How to Protect Your Pets from Bed Bugs

Your pets are a beloved part of your family. If you have bed bugs you might be worried that the pests will also plague your pet. While bed bugs prefer human blood, it is possible that they will target your pet if hungry.


Pet Bedding and Bed Bugs

Bed bugs will not live in the fur of your animals, but they do love the cozy confines of their bed. The creases, curves, and folds of their bed are an ideal hiding spot, shielding the bed bugs from the light and keep them warm when your pet lies on top.


Bed Bugs Are Opportunists

As mentioned, the bed bug prefers human blood, but the insect is also an opportunist. When hungry, your pet's blood might suffice as a quick meal. If this is the case, you will find tiny red bumps on your pets’ belly or limbs that you should be able to feel with your fingertips. The bite lesions are likely to be in a straight line or a cluster formation. The dog or cat may chew or scratch the bites causing a rash to appear and fur to shed.  


Rule Out Other Causes

If your animal is scratching excessively you should eliminate other potential reasons first, including:

  • Fleas
  • Pet dandruff
  • Mites
  • Mange
  • Allergies


Diagnose the Cause of the Itch

Your veterinarian can perform a diagnostic test such as skin scrapes or a biopsy of the lesions to determine the exact ailment. Treatment will depend on the cause of the discomfort. It’s important to remember that bed bugs are an environmental problem and do not actually live on your pet. They are not parasitic like fleas, mites, or mange.

Via Pet MD

Finding the Bed Bugs

If these common pet problems are ruled out it may be time to put on your Sherlock Holmes cap and start looking for clues around your home to determine if you have bed bugs. Inspect your pets bedding and blankets looking closely for the following:

  • Blood Spots: If a bed bug bites your pet, the wound might bleed before coagulating. You might notice large blood stains on their bed cushions or material.
  • Fecal Spotting: Tiny red spots can indicate the fecal matter of bed bugs. The spots look like flecks and are not exceptionally large, so they are hard to detect if the pet bed is not made of light-colored material.
  • Bed Bug Eggs: Bed bug eggs are ridiculously small and pearly in color. They look like tiny spots that often appear in rows. You might need a magnifying glass to see the eggs clearly.
  • Exoskeletons: The exoskeletons of the bed bug are translucent shells that are the exact size and shape as the bed bug. The nymph sheds its skin (known as an exoskeleton) as it grows and enters the various life stages.
  • Live Bed Bugs:  Some people have a challenging time differentiating bed bugs from fleas. The bed bug is small and flat and reddish brown in color. Many people say that it looks like an apple seed. However, the best way to tell the difference between a flea and bed bug without a microscope is to remember that fleas jump, and bed bugs run. If you smack the cushion, blanket, or carpet fleas will jump up, maybe even to your ankles for a quick snack, but the bed bug will run for cover. The bed bug automatically seeks out a dark place to hide from detection.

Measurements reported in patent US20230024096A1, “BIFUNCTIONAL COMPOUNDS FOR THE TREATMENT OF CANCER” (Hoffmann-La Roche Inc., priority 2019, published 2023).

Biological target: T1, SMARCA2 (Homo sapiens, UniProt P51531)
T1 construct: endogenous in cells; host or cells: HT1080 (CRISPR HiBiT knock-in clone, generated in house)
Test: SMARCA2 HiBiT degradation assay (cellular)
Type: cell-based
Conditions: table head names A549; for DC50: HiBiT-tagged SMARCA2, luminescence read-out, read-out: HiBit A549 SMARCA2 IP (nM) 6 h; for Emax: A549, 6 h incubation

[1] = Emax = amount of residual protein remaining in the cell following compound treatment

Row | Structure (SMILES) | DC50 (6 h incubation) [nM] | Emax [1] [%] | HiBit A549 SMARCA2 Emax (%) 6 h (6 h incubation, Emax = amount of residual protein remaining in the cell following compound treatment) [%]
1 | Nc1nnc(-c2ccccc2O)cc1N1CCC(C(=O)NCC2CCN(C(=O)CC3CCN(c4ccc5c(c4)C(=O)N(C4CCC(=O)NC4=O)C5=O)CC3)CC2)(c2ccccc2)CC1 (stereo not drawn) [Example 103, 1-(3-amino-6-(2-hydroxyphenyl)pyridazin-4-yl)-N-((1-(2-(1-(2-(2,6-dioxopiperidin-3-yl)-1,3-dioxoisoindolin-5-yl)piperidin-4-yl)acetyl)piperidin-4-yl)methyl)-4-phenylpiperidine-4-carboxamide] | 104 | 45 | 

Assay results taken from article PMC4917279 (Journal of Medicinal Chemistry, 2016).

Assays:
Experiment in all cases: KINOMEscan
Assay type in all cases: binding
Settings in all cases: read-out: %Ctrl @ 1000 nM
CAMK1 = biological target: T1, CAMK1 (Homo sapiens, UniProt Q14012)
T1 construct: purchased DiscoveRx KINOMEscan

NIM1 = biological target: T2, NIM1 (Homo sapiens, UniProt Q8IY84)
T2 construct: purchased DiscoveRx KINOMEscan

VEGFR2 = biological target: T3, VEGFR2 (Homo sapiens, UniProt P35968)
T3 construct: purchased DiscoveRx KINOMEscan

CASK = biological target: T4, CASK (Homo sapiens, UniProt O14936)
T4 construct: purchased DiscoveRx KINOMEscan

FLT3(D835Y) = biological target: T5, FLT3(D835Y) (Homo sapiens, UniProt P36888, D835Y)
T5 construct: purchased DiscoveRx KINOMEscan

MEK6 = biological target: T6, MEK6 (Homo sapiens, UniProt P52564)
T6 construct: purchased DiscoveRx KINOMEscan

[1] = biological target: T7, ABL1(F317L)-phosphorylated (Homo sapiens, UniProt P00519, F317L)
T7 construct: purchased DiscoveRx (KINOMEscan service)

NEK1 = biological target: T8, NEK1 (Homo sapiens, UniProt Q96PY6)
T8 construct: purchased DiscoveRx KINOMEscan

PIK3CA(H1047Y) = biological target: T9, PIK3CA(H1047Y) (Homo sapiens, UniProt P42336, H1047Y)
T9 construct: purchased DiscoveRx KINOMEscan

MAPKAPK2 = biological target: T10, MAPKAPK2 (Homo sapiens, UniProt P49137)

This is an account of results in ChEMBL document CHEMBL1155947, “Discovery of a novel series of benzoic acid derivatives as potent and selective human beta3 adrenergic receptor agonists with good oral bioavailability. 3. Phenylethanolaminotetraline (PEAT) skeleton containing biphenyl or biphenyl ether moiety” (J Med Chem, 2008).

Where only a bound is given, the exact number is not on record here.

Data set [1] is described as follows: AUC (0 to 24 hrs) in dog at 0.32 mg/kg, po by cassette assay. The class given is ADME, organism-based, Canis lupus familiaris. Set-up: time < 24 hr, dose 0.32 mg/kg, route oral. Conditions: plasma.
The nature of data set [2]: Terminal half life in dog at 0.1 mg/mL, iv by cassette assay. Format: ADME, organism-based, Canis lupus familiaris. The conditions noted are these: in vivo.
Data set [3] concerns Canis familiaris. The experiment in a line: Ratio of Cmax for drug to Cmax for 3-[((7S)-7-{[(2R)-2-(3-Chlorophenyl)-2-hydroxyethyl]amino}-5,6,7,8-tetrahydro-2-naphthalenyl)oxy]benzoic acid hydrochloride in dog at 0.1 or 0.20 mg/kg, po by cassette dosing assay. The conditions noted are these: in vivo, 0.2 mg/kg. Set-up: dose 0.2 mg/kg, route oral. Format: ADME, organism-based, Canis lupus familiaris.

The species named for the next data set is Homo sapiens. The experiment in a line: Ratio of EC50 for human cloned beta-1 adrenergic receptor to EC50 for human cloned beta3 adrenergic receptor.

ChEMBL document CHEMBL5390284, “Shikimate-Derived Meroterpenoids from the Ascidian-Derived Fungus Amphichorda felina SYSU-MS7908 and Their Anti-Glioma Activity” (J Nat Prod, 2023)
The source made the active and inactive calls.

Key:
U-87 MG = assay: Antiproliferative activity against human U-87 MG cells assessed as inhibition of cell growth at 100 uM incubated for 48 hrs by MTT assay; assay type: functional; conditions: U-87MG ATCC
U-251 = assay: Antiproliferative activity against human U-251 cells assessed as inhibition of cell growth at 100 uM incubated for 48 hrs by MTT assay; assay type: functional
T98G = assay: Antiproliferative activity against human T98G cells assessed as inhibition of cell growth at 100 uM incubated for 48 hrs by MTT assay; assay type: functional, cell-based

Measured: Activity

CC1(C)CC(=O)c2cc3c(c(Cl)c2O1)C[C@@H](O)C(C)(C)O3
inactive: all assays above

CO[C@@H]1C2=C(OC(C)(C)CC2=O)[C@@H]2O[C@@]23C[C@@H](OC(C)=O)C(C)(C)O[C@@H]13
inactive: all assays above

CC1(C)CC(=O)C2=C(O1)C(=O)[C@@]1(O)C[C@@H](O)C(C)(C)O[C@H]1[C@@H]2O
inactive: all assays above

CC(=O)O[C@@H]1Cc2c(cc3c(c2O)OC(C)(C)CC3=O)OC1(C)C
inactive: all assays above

What to Do If You Find Bed Bugs

What happens if you find bed bugs on your pet’s bedding? As a pet owner, you might be tempted to rush out and buy a bug bomb. Bug bombs work on fleas so why not bed bugs? Bed bugs are tough and hard to kill. They have become genetically immune to many common pesticides. You are going to need to seek out a spray that is tailor-made for killing bed bugs and shown to work. You can also call an exterminator for steam or heat treatments to effectively annihilate the colony. The treatment method that you choose should depend on the size of the infestation. A large and prosperous colony might be harder to eradicate as a DIY project.


What to Do on Treatment Day

Always take the time to read the label of the pesticide sprays that you choose to determine if they are safe to use around your pets. Some sprays require that you leave the house for a few hours after treatment in which case you should also take your pets. If you are having a professional exterminator treat your home, they will go over the process with you and advise you if your pet must be removed from the premises. Following these simple steps will help keep your furry friends happy and safe from bed bugs.


Get more information on Bed Bugs:

How to Prepare Your Home for Bed Bug Treatment

How to Save Your Stuff in a Bed Bug Infestation

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